Tam and her fellow cadet Jace Rucklin (Elijah Wood) are hurled into the Tie-Fighter training grounds. But under the First Order, there are no training guns, live fire is used, and her practice of teamwork is punished instead of rewarded. Tam shows promise with her firing skills, but when Jace’s Tie-Defender spins out of control, she ditches her last shot to help his ship to safety. Rucklin’s cocky veneer humbles into sincere gratitude, to the point he tries to defend her actions before their displeased instructor.
But Tam’s heroism is deemed weak and costly as is Rucklin’s display of inexperience, unlike the Aces’ training leaders who keep safety, collaboration, emotional morale, self-improvement in mind. Tam and Jace are disposable pilots under the First Order’s “survivalist of the fittest” order.
But considering season one’s investment in Tam’s constantly-quashed desire to fly, there’s a glaring missed opportunity: This is the first time Tam has been seen flying on screen. Yet, there isn’t gravitas granted to her first onscreen flight into the stars or how she is adjusting to piloting a Tie-Fighter versus a racing vehicle. Other than some trepidation at the start of training, it overall is a breeze for her to operate a Tie-Defender.
With the script by Mairghread Scott, “Live Fire” is a typical teamwork-rules arc with enough camaraderie charm to go by. Hype’s arc is a highlight because his initial aloofness unravels into layers. Resistance also engages in slice-of-life intimacies, highlighted by the Aces chatting in a luxury lounge that no longer flashes or flairs or Hype cooling down by hitting the arcade in the seedier area of the Colossus. How these characters interact with these locational touches are easy to take for granted.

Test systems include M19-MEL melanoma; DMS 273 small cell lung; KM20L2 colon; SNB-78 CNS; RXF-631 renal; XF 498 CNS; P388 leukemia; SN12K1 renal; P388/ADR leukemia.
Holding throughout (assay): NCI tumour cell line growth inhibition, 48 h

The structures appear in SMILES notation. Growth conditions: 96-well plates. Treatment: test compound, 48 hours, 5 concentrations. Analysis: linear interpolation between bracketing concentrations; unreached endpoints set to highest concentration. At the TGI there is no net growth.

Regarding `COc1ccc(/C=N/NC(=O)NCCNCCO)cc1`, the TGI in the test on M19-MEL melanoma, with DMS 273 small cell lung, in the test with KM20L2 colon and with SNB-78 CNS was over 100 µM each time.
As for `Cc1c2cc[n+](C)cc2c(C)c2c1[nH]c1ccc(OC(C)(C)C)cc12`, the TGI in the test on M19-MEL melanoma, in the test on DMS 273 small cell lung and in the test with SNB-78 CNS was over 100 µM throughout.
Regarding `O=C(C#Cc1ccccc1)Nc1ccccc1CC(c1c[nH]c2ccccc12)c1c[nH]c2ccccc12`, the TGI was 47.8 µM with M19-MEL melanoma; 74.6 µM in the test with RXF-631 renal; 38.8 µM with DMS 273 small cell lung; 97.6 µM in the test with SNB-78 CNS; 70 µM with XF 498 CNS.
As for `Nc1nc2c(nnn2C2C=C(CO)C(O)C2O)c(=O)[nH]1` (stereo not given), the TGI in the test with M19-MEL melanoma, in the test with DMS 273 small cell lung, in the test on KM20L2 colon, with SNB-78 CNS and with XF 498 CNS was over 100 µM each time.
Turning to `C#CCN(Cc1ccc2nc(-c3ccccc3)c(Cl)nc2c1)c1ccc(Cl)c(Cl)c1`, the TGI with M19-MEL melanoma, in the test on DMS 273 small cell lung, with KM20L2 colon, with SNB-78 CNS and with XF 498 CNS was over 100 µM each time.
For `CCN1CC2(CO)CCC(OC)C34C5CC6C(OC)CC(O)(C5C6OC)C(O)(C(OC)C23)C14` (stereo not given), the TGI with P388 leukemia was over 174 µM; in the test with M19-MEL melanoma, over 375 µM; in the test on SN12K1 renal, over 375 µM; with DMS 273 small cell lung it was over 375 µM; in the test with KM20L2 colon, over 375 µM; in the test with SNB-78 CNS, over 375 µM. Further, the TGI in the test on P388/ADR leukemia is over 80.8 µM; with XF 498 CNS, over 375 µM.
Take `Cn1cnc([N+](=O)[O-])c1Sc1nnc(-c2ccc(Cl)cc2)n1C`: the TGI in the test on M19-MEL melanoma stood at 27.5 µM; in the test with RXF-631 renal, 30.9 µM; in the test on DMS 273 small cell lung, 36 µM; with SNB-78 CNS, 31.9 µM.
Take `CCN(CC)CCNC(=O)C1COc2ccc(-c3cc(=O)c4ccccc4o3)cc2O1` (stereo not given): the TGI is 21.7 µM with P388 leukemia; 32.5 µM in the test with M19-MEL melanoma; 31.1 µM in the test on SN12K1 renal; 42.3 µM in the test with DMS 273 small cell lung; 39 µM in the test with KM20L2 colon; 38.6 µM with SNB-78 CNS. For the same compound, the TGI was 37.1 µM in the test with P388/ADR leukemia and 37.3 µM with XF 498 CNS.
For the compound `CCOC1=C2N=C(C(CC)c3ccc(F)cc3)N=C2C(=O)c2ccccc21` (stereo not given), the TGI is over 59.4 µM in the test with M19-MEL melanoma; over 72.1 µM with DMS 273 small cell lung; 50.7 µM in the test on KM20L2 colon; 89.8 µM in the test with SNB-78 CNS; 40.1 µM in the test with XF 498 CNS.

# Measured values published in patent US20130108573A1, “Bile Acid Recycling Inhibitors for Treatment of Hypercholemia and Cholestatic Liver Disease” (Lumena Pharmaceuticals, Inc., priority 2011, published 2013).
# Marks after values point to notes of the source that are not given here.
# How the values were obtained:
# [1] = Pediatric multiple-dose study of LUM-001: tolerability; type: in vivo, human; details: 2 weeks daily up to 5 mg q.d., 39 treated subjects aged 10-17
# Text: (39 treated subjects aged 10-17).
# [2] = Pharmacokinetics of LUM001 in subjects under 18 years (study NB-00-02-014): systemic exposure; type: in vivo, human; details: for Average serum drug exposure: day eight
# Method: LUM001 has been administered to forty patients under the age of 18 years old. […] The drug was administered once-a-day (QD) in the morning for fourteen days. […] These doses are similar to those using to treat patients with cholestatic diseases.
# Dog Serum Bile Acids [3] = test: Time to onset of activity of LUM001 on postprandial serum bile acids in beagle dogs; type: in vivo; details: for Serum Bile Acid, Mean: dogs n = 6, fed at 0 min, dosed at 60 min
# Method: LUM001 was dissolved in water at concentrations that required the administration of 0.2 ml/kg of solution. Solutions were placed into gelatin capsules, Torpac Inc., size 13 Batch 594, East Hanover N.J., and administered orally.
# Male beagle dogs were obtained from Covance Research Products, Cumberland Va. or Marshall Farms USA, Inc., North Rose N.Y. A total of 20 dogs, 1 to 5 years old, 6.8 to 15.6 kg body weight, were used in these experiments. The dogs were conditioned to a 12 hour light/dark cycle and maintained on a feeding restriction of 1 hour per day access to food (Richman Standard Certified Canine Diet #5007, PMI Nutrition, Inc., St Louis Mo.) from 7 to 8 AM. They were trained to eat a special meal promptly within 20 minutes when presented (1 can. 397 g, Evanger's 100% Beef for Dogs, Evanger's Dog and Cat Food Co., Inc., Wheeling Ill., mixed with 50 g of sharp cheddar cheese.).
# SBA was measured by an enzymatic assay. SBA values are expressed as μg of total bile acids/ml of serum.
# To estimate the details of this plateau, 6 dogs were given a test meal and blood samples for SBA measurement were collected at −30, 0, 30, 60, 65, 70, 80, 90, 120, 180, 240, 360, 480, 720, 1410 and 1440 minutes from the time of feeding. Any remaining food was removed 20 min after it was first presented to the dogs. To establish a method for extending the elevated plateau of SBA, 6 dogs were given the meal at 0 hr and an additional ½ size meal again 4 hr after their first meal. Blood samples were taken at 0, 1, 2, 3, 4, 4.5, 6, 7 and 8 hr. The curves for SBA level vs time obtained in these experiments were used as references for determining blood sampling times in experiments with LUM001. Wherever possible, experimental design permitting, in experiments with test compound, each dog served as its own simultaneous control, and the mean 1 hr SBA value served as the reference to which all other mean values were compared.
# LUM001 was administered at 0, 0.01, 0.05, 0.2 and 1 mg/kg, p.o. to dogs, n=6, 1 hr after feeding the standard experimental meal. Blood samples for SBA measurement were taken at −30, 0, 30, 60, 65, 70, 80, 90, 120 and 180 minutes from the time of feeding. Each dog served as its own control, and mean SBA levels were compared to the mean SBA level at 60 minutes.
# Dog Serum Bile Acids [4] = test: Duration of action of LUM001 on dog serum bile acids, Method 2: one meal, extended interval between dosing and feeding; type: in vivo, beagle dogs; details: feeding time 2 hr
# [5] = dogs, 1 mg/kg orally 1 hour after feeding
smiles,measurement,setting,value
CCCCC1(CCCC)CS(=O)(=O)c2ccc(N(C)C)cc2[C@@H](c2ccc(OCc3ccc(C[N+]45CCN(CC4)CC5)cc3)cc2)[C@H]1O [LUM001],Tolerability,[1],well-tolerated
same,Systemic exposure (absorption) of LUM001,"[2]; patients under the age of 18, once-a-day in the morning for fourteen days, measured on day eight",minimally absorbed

For an episode about the antithesis of Aces’ and Tam’s emotional support system, the contrasts don’t feel punctuated with the momentum. These missed opportunities could have been remedied with more punchy storyboarding and consciousness in the editing. There’s solid dynamics to how the Aces’s normalcy is upended, but Tam’s inner conflict feels more swept-over since it moves at a speed that there’s barely memorable breathing space to process her new interiors, even if we had two previous episodes about her fraught induction in the First Order. Tam deserves better.
- Christine Dunford has a solid debut as Lt. Galek. It’s always nice to see a new female imperial character.
- Interestingly, Jace’s and Lin’s Sullustan-alien friend is seen in a shot of Aunt Z’s bar at the end. I suppose the First Order didn’t find a non-human worthy of recruiting as a pilot.
- “If we don’t resupply soon, I’m gonna start charging you too!” Aunt Z’s line says plenty about the state of the Colossus’s economy.
- I realized that Tam helping Jace Rucklin’s adjust his out-of-control ship is a subtle callback to Kaz easing Griff Halloran’s water landing on Castilon in season one. This callback could have been denoted if either Kaz or Griff brought that up.